The economics of Churchill, if you are a player like the Canadian Wheat Board or a commercial operator whose value base is based on the farm gate, is simply that of drawing a line from the farm gate to the customer and saying, “What's the most cost-effective way to move that grain? It doesn't matter whether I own the terminal or not. It doesn't matter about any other pieces. How do I get it from point A to point B?” Churchill's advantage for customers going east is roughly $22 or $23 from Thunder Bay to a transfer elevator on the St. Lawrence—at least that was the number when I was a marketing manager. The ocean freight differential at that time—that is, instead of the customer picking it up on the St. Lawrence and going to Churchill—varied by the season and by customer, of course, depending on whether they had ice-reinforced ships. But you were looking at a number anywhere in the order of $8, which would have been a very aggressive offer to have them move that extra distance by ocean. These numbers are rough, but to the prairie farmer they're looking at a $14-a-tonne loss when that particular transshipment doesn't move through Churchill.

Ultimately, the Canadian Wheat Board is the only major shipper. There have been some other players that have moved small volumes to Churchill, but it is because you need to have a large commercial program. Churchill, of course, has a limited season. Customers need grain year-round, so you have to have a large enough program to service the customer somewhere else during the time Churchill isn't available and still have the capacity to adjust that at the most cost-saving pace, until such time as you can use Churchill again.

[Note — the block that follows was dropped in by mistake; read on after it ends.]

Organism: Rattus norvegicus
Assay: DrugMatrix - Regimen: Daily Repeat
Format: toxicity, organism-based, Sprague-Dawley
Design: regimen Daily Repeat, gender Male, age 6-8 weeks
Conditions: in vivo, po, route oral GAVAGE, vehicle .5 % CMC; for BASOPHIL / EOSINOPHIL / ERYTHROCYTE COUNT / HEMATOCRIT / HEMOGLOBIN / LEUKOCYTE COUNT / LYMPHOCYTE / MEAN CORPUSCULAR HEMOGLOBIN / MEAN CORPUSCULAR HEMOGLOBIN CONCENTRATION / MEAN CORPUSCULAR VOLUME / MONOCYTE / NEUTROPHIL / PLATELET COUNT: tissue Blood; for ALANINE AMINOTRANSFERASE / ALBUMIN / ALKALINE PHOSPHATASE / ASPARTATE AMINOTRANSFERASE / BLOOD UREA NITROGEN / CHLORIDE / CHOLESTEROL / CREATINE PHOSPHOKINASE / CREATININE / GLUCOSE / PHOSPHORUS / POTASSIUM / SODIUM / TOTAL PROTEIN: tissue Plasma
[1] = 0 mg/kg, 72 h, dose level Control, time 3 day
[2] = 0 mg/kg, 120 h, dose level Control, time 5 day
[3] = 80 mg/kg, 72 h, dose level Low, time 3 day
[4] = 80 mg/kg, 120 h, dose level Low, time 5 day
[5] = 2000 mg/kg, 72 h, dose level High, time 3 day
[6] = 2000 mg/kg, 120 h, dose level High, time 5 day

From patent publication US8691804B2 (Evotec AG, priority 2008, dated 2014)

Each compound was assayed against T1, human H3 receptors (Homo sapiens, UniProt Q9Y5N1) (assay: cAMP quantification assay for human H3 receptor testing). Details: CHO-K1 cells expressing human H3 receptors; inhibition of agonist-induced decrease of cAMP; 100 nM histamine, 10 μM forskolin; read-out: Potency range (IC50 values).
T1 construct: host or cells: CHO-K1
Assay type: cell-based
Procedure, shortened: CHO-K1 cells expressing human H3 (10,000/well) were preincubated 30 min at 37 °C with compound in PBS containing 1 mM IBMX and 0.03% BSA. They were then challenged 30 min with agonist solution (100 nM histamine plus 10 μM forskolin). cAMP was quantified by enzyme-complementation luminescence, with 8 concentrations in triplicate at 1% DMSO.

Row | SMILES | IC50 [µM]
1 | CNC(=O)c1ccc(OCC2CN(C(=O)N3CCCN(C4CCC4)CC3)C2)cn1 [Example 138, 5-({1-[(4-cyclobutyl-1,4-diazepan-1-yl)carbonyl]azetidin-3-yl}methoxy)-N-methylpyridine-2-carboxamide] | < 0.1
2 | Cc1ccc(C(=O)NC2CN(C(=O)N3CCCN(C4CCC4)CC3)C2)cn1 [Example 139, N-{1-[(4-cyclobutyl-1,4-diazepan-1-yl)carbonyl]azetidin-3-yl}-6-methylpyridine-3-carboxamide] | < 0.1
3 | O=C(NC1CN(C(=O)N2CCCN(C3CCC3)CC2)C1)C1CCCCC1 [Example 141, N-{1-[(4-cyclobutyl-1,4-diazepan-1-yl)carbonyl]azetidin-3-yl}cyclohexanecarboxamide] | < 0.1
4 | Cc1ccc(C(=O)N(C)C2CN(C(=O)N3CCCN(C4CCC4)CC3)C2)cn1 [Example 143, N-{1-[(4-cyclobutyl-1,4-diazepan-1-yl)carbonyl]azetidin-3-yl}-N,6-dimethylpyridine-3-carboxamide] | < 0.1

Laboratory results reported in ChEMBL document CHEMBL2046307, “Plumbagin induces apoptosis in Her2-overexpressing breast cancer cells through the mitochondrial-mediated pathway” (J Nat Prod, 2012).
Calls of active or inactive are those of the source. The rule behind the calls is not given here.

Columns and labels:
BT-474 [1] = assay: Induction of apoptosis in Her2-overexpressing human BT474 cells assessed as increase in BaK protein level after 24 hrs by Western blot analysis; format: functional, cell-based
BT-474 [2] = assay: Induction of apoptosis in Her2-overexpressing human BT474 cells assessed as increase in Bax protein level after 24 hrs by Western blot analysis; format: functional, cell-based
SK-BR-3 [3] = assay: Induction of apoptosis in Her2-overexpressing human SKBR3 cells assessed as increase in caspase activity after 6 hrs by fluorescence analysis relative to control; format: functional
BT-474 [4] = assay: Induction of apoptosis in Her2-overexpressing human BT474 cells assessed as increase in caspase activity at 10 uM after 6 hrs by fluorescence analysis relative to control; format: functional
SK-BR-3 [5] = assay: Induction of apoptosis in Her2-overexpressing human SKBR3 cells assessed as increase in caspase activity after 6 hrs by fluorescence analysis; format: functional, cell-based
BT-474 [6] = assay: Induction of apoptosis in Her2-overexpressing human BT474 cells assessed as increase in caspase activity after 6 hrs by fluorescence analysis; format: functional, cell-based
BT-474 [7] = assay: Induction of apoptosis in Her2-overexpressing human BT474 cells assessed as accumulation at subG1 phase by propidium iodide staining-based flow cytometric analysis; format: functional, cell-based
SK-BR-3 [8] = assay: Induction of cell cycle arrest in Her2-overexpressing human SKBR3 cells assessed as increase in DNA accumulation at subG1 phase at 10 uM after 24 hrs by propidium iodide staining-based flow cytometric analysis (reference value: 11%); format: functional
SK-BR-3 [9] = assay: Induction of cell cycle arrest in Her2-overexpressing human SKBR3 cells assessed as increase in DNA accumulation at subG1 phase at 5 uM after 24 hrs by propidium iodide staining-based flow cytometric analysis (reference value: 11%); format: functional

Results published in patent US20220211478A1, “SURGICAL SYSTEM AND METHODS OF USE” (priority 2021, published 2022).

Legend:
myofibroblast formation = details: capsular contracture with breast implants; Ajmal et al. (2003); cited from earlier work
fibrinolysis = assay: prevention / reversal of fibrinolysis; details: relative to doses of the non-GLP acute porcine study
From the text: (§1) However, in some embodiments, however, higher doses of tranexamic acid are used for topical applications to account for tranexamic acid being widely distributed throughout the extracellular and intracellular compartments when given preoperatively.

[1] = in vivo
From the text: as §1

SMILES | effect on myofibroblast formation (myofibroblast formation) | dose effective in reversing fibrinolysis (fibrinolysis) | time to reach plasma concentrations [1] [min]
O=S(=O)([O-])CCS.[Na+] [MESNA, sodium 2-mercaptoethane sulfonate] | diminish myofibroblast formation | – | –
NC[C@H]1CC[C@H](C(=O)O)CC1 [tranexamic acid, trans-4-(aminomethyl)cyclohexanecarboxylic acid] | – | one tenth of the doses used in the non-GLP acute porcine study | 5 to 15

That's why a single-desk operation makes a lot of money using Churchill and why, ultimately, it'll be tough to create the economic incentives otherwise. Frankly, it'll be largely a false economy to try to get some private player to reciprocate that, unless you have a really large commercial operator, predominantly St. Lawrence-based, that wants all of a sudden to use a port that they don't own. There's just a bunch of pieces that are really hard to put together.

To the credit of the entrepreneurs involved on that line—both the owners of the line and the port—they've made a lot of effort. They have been trying. Since I've left the industry, I know people who have been involved in that development process. They've made tons of efforts to try to create an opportunity, but they just can't capture the same value that you have when you have the transferability of the single desk program.

7 p.m.

NDP

Niki Ashton NDP Churchill, MB

Thank you, Mr. McCreary.

My next point would be about how anti-democratic this entire process has been. It was very important to me to be part of an event in Winnipeg this past week where people from across the Prairies were able to come together and talk about how they wanted to be heard on the Wheat Board.